I recently taught a workshop on using Microsoft Office, and my instruction was began with a conceptual understanding of how software applications like Word and PowerPoint work. Not everyone took to this; one of the workshop participants responded in a post-workshop survey that there needed to be less theory and more hands-on work. Actually, it wasn’t a theory at all; it was literally how the program works (hint: it’s not a glorified typewriter), and I connected that idea to the types of things that they might want to do with documents.
Originally, I was just going to pick a set of features to highlight and show them how to use it (which I still did to an extent), but everyone has different needs. How could I instruct in a way that would make this useful to a wide swath of audiences without biasing particular types of uses?
In the past, I would show someone how to use a specific feature, but given all the different configurations and updates every two years to a program like Microsoft Word, that “knowledge” easily became obsolete (remember when people had hissy fits about the addition of the Ribbon in 2007?). My students would eventually come back after an update and ask me how to get back to that same feature. After a while, it occurred to me that it’s more important that they understand its underlying principles (i.e. each or sets of “things” in Word as its own set of properties that can be customized to govern where it’s positioned and how it appears). Knowing how it works better equips and empowers people to solve problems and effectively use features.
Still, there was a minority who objected to my instructional approach (admittedly, there were times when I unintentionally moved too quickly through a demonstration). They wanted a step-by-step walk-through of functions; the only problem is that there is no right way to do things. There are many ways of doing things, and that flexibility is a blessing and a curse (which any regular user knows of software programs: “how did I do that, and how do I turn it off? or how do I repeat that?”).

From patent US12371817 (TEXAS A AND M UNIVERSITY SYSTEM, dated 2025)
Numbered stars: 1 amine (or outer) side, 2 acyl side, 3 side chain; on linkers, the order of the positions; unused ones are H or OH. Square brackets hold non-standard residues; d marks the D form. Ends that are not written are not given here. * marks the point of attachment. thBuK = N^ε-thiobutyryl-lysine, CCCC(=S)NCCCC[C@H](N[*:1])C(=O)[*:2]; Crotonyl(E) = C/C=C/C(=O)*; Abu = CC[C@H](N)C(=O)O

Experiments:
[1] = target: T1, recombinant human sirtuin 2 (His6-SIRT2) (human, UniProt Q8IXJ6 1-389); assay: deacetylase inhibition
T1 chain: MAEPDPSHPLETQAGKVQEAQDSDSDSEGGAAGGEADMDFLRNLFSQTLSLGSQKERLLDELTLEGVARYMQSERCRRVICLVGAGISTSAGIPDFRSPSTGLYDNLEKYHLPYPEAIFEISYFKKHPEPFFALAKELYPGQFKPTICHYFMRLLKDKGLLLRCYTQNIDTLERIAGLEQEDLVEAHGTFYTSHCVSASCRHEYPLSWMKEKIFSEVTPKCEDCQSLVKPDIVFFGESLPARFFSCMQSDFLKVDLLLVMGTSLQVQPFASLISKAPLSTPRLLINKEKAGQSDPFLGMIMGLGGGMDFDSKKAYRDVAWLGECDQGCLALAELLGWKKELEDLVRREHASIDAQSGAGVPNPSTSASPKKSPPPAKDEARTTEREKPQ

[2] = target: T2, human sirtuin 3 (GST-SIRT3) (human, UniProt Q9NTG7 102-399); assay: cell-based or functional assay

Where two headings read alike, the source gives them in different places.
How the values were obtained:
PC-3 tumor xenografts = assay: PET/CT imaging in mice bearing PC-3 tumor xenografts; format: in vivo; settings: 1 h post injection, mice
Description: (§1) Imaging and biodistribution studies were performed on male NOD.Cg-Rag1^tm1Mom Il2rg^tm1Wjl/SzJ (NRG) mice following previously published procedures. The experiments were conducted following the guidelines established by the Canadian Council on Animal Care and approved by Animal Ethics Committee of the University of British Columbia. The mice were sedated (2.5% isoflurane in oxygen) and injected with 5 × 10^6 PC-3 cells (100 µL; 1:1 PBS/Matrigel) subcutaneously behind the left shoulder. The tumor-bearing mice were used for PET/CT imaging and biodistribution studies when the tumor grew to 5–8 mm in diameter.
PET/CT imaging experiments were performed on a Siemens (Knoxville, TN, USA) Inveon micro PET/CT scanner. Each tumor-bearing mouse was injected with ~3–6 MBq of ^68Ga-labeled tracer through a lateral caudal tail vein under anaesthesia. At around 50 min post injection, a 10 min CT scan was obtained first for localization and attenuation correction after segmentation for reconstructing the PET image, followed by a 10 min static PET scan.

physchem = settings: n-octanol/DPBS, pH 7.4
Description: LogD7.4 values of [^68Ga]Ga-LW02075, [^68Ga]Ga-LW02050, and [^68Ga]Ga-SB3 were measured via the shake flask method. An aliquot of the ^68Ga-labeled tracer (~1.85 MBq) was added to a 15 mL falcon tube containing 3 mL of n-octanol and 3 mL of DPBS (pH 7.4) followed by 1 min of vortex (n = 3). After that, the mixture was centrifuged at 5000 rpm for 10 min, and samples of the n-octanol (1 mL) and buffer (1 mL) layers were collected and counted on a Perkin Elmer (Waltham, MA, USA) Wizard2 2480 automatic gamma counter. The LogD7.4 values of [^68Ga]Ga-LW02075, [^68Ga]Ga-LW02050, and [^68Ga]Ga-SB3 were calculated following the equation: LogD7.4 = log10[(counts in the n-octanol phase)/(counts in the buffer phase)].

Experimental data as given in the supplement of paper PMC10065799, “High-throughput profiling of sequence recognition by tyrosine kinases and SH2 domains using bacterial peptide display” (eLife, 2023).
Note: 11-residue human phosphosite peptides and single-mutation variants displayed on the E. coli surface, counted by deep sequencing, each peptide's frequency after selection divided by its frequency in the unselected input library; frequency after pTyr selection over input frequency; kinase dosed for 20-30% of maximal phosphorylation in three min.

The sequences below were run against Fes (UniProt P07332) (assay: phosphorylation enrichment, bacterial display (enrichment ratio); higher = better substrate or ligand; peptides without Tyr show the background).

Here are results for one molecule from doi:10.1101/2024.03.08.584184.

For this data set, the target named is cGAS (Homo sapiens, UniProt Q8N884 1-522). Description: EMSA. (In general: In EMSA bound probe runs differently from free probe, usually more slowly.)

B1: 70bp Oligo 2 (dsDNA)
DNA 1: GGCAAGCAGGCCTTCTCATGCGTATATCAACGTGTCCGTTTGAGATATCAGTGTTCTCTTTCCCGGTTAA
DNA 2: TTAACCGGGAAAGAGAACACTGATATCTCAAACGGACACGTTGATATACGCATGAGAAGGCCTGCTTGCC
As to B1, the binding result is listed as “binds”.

But I can see why they demanded that sort of ordered instruction; it’s something solid to latch on and provides a clear path toward an outcome, which is their ultimate concern—just as if they were building a couch or assembling any other type of furniture. Except building a digital document is not the same as building furniture (and contrary to popular belief, I would not unnecessarily complicate building a couch). What makes my documents beautiful isn’t that I’m following step-by-step instructions; it comes from a deeper understanding of the how, not just the superficial manipulation of visual icons. What allows me to use it like a master isn’t the memorization of steps, but internalizing the rules that govern its operation.
Some see my so-called theory of Microsoft Office as the abstraction, but in this case, it’s what they see that’s the abstraction.